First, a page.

This was a drastic change of pace from the Southeast Asian dramas I'd been watching. Perhaps too drastic. While hilariously camp -- and pretentiously so -- Otto veers into the realm of hardcore gay porn as only a zombie movie can -- after a zombie eats out the guts of a guy, he explores the new orifice in a manner I would rather forget. But thank goodness for Hella Bent, the black-and-white, silent-film girlfriend of Medea Yarn. Even in color frames, Hella appears monochrome, and "speaks" with title cards. Medea is the underground goth filmmaker of Up with Dead People, the zombie movie within this zombie movie. At times, it's hard to tell what's "real" and what "isn't". The titular Otto is a young gay zombie who is trying to hide his undeadness by signing up to star in Medea's movie. He's so good at being dead, because he is, that the other cast members are jealous. Otto, meanwhile, is trying to patch together the memories of his past life. And then there's a gay zombie orgy. (3/5)

  • Directed by James Lee, Malaysia, 2008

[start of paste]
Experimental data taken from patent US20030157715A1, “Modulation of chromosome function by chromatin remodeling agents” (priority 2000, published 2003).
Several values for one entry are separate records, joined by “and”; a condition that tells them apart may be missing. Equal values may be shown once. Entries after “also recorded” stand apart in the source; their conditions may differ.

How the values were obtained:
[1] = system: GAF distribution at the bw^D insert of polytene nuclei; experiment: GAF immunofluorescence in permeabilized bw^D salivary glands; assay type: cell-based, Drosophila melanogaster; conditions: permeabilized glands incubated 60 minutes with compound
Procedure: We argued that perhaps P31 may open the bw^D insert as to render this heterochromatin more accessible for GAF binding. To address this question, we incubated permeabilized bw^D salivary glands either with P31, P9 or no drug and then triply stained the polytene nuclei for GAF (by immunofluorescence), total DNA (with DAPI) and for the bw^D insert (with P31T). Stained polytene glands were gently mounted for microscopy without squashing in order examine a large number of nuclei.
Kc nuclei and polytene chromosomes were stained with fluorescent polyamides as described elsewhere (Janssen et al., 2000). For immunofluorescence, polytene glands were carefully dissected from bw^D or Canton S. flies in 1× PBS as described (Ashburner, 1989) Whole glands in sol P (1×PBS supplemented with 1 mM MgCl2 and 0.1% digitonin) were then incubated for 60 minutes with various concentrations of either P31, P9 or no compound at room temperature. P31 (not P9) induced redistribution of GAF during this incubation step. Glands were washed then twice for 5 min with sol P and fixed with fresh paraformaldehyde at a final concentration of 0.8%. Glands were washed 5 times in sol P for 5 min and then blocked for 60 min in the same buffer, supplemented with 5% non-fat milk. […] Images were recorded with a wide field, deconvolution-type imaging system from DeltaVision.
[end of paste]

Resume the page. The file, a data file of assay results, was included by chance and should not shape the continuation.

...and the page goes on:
The director moves from his Love Trilogy into low-budget horror that is generously bloodsoaked but lacks any suspense. Scares are punctuated by the musical score, which if it wasn't there, you wouldn't know to be scared. Instead of any frights, the overwhelming feeling I had was impatience as I waited for six snobby, troublesome teenage girls at a rural boarding school to be picked off one by one by an unseen force. I just wanted it over with, quickly. When that force is finally glimpsed, it's a major disappointment, because the action takes place in the dark and the fearsome power of what's killing of the girls can never be fully seen. A vastly better effort by Lee is his family drama, Breathing in Mud, which I saw earlier this year at the Singapore International Film Festival, and was in the Southeast Asian competition in the Bangkok fest. Update: Asian Cinema - While on the Road has a positive review of this film. (2/5)